1. Motherhood
  2. Apple pie
  3. Robert's Rules of Order
  4. Recycling
They lack poetry  This matters.  Principles are words, and words matter - it seems especially to Unitarian Universalists.  There is nothing in the Principles to compare with lines like these:
  • But let justice run down as waters, and righteousness as a mighty stream.
  • We hold these truths to be self-evident - that all men are created equal ...
  • The quality of mercy is not strain'd, it droppeth as the gentle rain from heaven...
  • I have a dream that one day on the red hills of Georgia the sons of former slaves and the sons of former slave owners will be able to sit down together at the table of brotherhood...
These are the kinds of words that inspire.  They have active verbs.  The propose a vision.  They get people marching.  The UU principles - they are something to be revised every twenty years or so.

A Proposal

I will step back to what I think is a shared point of view between Thomas and me:
  • There is a message of value in Unitarian Universalism.
  • UUism is ineffective in bringing this message to life.
If you, dear Reader, think the largest part of "ineffective" is "we ought to have a larger voice in social justice issues," then we are not on the same page and there may not be much for me to say.  Simply having a more powerful voice sounds like something more effectively done in a political party.  But if you think "ineffective" means "there is an important religious role for UUism and it's not happening," then I agree with you.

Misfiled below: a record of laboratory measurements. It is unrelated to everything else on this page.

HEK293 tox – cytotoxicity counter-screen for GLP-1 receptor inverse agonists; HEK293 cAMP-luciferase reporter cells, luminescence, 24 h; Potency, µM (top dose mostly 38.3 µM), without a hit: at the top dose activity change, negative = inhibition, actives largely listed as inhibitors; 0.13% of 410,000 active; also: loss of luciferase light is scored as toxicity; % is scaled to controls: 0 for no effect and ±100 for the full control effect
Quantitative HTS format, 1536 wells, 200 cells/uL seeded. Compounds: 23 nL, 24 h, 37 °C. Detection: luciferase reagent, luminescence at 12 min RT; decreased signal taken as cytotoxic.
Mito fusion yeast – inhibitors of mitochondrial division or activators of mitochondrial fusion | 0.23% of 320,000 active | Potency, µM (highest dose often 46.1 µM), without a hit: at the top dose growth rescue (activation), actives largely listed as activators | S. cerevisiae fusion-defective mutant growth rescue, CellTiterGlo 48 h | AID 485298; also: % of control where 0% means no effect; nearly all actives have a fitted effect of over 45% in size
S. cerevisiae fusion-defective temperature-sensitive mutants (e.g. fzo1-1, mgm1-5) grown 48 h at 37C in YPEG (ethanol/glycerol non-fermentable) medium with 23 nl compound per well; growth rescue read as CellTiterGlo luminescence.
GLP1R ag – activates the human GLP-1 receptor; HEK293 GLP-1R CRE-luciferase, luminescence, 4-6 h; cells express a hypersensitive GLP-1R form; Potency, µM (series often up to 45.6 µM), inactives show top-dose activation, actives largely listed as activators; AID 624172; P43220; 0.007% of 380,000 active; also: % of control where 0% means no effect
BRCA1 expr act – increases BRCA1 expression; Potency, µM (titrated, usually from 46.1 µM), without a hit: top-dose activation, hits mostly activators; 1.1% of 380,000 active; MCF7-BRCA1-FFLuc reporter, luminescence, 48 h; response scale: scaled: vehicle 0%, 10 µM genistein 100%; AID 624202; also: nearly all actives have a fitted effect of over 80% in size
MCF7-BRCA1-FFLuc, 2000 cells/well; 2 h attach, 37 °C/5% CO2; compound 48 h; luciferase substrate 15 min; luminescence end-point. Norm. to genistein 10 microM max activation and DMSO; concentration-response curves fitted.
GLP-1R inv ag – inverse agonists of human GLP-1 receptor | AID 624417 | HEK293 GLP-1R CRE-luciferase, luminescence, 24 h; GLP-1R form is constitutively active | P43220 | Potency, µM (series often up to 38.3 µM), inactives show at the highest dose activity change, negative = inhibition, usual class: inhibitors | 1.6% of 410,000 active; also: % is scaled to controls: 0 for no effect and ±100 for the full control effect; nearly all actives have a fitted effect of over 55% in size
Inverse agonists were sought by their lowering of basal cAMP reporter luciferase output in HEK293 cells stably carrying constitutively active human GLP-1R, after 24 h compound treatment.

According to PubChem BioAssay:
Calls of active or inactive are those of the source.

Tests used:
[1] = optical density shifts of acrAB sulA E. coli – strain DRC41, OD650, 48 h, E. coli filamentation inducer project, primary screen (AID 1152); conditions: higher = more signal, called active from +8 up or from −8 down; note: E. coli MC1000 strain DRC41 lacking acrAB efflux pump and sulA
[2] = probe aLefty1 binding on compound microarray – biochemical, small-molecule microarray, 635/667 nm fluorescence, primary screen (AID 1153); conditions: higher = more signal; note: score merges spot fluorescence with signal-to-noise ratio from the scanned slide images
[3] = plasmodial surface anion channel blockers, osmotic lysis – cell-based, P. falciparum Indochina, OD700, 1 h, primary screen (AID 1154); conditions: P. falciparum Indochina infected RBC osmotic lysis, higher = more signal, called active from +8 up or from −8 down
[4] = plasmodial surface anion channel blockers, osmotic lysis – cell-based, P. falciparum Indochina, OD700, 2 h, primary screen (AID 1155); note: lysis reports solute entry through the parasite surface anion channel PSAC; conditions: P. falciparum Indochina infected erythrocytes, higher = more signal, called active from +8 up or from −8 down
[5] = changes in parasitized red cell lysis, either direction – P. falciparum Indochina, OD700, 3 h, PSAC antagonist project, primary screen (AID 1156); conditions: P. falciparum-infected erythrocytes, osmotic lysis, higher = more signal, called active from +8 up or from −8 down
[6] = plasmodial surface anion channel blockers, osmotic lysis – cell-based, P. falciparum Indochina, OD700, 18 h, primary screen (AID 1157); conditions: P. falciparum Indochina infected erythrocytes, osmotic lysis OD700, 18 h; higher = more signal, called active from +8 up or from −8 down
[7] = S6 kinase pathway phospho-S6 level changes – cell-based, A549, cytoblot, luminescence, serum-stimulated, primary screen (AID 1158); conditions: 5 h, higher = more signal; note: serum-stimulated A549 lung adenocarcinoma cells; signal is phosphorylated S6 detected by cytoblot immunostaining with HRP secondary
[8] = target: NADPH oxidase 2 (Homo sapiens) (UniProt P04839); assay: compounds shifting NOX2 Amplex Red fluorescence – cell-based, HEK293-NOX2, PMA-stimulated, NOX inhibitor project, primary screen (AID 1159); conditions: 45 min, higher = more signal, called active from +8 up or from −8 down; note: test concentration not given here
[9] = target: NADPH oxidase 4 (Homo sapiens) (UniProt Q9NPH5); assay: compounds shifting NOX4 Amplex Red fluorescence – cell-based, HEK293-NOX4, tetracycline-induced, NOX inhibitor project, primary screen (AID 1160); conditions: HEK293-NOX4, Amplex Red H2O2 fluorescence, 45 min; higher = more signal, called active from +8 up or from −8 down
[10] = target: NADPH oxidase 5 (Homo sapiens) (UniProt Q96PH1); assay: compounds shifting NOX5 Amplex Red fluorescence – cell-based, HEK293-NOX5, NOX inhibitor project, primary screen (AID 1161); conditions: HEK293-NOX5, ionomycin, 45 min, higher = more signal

I suggest that the solution is not any of the following:
  • Better governance of whatever flavor
  • A stronger role at the UUA or GA to make sure the congregations do X.
  • A better statement of the Principles.
I would throw away the Principles in a heartbeat.  The important stuff is in the Sources.  Move them back into first place, with this understanding:
  • Being human is hard.  We often don't do it very well.
  • Some people have had flashes of insight and wisdom, and they or others wrote it down.
  • None of them had a monopoly.  (This is the liberal religion twist.)
  • We have this accumulated wisdom as a gift.
  • We have to work to claim this gift.